A rather clever ad for Frontline Flea and Tick Spray is turning heads amongst the trendwatchers at The Coolhunter, a UK-based site dedicated to finding the latest and greatest in art, design and advertising throughout the world. The ad in question was created by Perwanal Saatchi & Saatchi, the Indonesian arm of the ad agency giant. When viewed from above, the giant floor sticker makes office workers look like fleas swarming all over a besieged mutt. Evidently this dog’s owner doesn’t use flea and tick spray.
Veterinarians are taking their message to your television set: prevention is cheaper and better for your pet.
On a recent segment on the CBS Early Show, Dr. Sheldon Rubin, president of the Illinois State Veterinary Medical Association, emphasized the importance of preventative care in a down economy. He pointed out that the diseases and pests you keep your pet from catching mean much lower vet bills in future. But people tend to put off preventative care when the economy goes south, as shown in a decline int he number of vet visits in the United States, he said.
“for the cost of a weekly visit to Starbucks, you can provide flea, tick and heart worm protection for your pet. If you let that go, it can cost you thousands in the future,” Rubin said.
While there are plenty of good treatments to help out your pet if they become sick, a more common sense approach is to make sure they don’t fall ill in the first place. Prevention is generally accepted as a smarter, and cheaper way to maintain your pet’s health, and now that bit of wisdom is backed up by hard data, courtesy of a study from the American Society for the Prevention of Cruelty to Animals.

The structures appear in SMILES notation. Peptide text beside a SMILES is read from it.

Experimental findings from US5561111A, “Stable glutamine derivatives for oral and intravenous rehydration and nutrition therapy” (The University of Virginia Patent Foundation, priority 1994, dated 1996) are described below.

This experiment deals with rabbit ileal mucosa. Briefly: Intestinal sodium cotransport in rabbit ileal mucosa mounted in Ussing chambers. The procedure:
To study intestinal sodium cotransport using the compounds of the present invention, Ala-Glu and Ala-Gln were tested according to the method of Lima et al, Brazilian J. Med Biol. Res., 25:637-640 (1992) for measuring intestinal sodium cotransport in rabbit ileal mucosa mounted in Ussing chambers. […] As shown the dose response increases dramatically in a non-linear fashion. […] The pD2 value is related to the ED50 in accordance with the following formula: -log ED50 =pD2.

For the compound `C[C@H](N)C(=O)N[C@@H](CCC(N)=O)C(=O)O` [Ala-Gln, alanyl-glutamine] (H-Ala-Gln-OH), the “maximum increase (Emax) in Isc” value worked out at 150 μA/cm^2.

According to the study, it costs $25 for a yearly test for heartworm disease for a 25 pound dog, and monthly pills come to $60. If that dog had to undergo treatment, it would need an exam, bloodwork, radiographs and injections, all totaling $500. And that’s just for a straightforward case. Any complications could push the cost into the $1000-plus range, and many dogs can die or suffer from a shortened lifespan, even if treated.
Fleas and ticks can also run up costs if not dealt with ahead of time. Prevention costs $20 a month for a topical medication for the same 25-pound dog, while treatment consists of an exam, diagnostic testing, and 30 days of antibiotics, which can go anywhere from $200 to $3,000.
And kennel cough is another problem area. An exam and vaccine is $105, whereas treatment, consisting of an exam, radiograph and medication will run you $270, and if pneumonia develops, hospitalization and treatment can go from $1,200 to $1,600.